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Information Resources Management Association
Advancing the Concepts & Practices of Information Resources Management in Modern Organizations

Social Impacts of Computer-Mediated Communication on Strategic Change Processes

Social Impacts of Computer-Mediated Communication on Strategic Change Processes
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Author(s): Dubravka Cecez-Kocmanovic (University of Western Sydney, Hawesbury, Australia) and Andy Busuttil (University of Western Sydney, Hawesbury, Australia)
Copyright: 2000
Pages: 13
Source title: Case Studies on Information Technology in Higher Education: Implications for Policy and Practice
Source Author(s)/Editor(s): Lisa Ann Petrides (Teachers College, Columbia University, USA)
DOI: 10.4018/978-1-878289-74-2.ch008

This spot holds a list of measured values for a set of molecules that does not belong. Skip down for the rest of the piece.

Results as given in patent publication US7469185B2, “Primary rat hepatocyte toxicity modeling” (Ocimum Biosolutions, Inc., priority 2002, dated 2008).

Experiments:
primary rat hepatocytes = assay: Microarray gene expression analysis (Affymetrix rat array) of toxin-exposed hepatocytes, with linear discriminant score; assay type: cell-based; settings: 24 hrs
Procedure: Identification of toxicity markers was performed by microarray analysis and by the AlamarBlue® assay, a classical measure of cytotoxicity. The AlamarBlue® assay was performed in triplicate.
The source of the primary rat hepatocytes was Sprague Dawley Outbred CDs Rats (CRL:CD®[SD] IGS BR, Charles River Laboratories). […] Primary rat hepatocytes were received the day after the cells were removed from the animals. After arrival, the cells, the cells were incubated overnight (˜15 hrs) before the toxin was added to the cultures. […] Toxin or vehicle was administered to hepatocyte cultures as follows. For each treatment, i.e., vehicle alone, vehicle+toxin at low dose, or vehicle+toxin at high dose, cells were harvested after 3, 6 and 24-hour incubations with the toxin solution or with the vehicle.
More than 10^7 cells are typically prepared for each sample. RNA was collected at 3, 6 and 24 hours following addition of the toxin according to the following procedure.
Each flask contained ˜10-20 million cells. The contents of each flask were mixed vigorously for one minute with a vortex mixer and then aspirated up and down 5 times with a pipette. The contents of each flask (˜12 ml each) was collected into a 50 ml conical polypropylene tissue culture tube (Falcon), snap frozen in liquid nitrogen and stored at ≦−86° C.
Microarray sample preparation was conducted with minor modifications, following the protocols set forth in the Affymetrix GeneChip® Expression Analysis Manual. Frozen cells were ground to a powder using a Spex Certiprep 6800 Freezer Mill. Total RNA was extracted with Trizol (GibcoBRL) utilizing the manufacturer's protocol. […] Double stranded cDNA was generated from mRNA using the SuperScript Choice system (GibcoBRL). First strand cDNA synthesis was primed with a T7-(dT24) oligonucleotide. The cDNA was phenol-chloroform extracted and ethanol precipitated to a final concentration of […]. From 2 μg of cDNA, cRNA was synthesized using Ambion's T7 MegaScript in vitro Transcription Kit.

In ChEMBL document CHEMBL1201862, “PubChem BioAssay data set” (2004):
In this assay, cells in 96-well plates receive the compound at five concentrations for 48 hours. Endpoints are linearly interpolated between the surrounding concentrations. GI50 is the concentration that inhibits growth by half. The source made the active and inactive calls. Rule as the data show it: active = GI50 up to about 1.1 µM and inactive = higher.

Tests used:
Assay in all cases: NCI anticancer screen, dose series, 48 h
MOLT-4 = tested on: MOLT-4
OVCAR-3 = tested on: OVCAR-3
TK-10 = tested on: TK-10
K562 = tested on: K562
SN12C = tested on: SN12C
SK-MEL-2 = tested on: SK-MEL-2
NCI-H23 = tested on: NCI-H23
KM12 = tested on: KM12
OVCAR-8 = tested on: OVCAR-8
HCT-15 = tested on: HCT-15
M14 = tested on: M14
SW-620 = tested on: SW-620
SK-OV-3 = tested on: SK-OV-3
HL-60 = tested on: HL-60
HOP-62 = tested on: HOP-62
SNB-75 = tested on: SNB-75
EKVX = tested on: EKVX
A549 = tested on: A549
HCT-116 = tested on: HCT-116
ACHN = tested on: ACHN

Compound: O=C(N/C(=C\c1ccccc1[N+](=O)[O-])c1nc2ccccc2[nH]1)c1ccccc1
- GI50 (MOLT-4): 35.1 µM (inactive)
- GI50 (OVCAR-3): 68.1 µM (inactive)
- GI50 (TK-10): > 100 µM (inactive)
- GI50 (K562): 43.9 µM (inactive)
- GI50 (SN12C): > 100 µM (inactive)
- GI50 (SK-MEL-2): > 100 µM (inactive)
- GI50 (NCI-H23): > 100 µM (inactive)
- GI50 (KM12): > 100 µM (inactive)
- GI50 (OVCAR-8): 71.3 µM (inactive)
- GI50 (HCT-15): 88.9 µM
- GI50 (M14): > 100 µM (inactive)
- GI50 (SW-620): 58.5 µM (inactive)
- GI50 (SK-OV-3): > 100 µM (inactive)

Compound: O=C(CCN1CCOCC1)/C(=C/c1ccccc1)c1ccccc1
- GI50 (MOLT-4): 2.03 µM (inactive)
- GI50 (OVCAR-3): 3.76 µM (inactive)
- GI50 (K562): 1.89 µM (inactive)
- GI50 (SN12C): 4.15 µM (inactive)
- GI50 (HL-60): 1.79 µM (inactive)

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Communication in the workplace has been revolutionized by workers having individual access to networked computers. Computer-Mediated Communication (CMC) enables staff members to interact electronically and actively participate in a group or organization-wide debate from their desk. Email, video-conferencing, groupware, and intranet-based systems are all examples of CMC technologies. Universities have been early adopters of CMC because of a number of factors, including easy individual access to a networked computer and readily available software. This has also meant that universities have been amongst the first to experience the socio-organizational effects of these media of communication. This case is about a University, named Uni-X, which adopted and appropriated CMC to support a University-wide consultative process to inform its future strategic directions. Strategic change was required in response to a number of external political and economic factors. The President and the Executive Committee decided to use the consultative process both to increase staff awareness of the circumstances being faced by the University and to engage them in an exploratory process leading to the decisions that were to be made. The CMC system used was intended to provide equal access to information by all staff, to enable a University-wide electronic forum for discussion, and to support the coordination of a multitude of the other in-vivo tasks arising from the process. The case enables examination of (at least) three controversial issues of CMC deployment: equality of access, equality of participation, and democratizing potential. Equality of access means that all the participants have an equal opportunity to access the communication network and information resources in the system. Equality of access has to be distinguished from the equality of participation, which denotes equal opportunity to contribute to the discussion, both to affect and be affected by the opinion of others. CMC’s democratizing potential is an even more complex issue that refers to CMC’s contribution to the openness and transparency of organizational processes and to consensus-based participatory decision-making. Understanding the use and appropriation of CMC by individuals as members of different groups and as members of the Uni-X University, together with understanding the uniqueness of their specific local contexts, is a prerequisite for exploring the richness of social impacts, and why and how they emerged.

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